In this paper, a hybrid approach for finding safe routes using semantic processing and classification algorithms, with data provided from a social network and the official crime reports, is presented. As a case study, a mobile information system was developed. It generates safe routes based on crime reports of Mexico City from large tweet repository and official databases. The data are semantically classified to determine whether the tweet describes a crime event or theft; in case of tweets which cannot be identified as crimes, they are evaluated by Bayes algorithm, which clustered them according to the contained description. Thus, the clusters are used to make prediction regarding the possibility that a crime can occur in a specific place and hour. The spatiotemporal analysis determined the location where the crime events occurred. Moreover, the confidence level of a location was defined and it was used as a parameter for computing the safer route.

The main contributions of this work are as follows: (1) the design of a hybrid approach based on semantic processing to retrieve crime data from a social network source; (2) the integration of crowd-sensed data with official government sources; (3) the validation of a tweet performed by comparing the sources, using -fold cross validation; (4) the estimation model based on the Bayes algorithm to obtain safe routes with data that were provided by the mobile device; and (5) the design of a mobile information system to generate safe routes.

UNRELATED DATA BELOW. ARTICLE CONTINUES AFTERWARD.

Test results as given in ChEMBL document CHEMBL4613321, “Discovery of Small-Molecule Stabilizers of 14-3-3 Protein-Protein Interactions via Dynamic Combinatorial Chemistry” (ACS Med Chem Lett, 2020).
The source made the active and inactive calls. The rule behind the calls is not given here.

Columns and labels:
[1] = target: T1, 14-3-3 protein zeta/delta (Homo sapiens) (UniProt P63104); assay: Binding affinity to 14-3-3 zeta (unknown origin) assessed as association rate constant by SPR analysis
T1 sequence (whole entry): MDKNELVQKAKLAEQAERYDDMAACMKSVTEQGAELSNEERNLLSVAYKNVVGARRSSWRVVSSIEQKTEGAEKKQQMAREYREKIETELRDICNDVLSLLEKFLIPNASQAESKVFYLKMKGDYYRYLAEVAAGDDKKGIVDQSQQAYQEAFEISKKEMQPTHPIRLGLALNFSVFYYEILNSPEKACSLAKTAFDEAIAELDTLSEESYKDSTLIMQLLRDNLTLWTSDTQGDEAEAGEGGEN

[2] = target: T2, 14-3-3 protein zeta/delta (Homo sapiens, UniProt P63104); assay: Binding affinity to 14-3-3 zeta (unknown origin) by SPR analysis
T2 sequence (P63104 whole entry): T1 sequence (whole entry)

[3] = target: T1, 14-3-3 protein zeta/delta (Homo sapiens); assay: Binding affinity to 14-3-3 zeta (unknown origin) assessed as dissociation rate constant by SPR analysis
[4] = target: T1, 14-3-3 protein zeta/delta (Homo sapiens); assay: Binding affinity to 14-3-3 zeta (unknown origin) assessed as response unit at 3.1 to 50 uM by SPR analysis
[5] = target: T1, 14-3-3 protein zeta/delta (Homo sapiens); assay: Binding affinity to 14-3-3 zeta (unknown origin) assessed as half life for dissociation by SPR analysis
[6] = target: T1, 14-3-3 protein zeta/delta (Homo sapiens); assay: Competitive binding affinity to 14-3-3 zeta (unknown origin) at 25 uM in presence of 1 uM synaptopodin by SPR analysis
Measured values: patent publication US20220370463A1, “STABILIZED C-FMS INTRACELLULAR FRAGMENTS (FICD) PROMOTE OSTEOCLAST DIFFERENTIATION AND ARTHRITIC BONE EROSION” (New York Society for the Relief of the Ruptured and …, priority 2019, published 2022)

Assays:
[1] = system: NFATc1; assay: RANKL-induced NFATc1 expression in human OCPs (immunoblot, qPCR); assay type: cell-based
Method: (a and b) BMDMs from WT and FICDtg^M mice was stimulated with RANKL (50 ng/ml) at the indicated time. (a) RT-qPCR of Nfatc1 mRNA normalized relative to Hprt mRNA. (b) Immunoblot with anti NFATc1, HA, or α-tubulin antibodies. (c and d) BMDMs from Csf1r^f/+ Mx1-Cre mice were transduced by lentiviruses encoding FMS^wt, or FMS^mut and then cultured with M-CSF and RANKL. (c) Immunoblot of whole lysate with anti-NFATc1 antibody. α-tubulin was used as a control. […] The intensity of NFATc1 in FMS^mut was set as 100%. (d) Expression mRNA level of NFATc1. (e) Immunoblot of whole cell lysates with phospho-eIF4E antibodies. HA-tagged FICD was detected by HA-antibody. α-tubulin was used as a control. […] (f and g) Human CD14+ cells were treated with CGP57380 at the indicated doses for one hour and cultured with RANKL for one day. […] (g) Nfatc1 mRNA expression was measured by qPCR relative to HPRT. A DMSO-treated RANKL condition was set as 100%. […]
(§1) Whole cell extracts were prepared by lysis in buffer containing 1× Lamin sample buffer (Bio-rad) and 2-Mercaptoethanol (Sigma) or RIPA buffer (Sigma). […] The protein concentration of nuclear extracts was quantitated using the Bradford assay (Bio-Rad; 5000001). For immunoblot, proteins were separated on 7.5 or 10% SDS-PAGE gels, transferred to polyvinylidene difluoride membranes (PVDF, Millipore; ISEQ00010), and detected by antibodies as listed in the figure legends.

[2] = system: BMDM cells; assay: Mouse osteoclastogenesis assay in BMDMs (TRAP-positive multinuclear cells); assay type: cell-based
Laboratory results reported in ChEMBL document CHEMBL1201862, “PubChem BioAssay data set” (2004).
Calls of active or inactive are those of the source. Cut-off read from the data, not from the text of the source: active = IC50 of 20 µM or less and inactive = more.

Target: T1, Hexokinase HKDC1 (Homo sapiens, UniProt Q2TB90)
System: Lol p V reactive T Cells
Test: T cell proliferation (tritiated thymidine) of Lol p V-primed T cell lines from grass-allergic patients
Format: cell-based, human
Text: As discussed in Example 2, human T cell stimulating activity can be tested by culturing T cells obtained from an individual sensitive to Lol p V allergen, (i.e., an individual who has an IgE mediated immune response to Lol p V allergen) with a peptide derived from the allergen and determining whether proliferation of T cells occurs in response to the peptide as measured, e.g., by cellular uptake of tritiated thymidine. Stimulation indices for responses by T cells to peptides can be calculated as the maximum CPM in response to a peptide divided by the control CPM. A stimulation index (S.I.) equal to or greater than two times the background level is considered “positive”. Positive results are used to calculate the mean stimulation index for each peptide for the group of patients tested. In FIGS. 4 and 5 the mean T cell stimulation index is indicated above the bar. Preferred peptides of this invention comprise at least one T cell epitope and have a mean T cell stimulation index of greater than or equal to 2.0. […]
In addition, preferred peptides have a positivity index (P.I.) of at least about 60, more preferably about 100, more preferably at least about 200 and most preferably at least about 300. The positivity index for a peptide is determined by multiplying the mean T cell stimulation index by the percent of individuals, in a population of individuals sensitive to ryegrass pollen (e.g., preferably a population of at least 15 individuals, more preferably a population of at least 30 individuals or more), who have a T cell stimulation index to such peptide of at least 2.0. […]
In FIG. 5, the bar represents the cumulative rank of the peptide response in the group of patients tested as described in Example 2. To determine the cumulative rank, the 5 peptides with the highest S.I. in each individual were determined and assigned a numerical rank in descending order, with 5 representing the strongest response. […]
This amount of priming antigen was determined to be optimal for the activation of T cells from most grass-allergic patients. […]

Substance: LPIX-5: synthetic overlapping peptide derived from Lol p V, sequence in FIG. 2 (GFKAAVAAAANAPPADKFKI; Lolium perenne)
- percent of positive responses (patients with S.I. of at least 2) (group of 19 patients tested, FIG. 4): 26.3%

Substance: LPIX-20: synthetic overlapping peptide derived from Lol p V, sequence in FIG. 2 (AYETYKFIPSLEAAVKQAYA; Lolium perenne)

According to the results of the estimation. the certainty degree is around 75% of effectiveness. It was tested by comparing areas with crime data, but the records were intentionally removed and original copy was kept. Thus, with the results of the estimation, a comparison with the original copy was performed. So, we found that the estimation has a performance of 75% for all the points of the data sample.

In addition, a metric to measure the confidence level or security for certain points and areas of Mexico City has been proposed. It allows finding safe routes, according to paths with a low crime rate. Moreover, the mobile application gathers long-term statistical data with almost real information from citizens, which are acting as sensors in the city. The results of the mobile system have been tested and compared with the Crime Map System.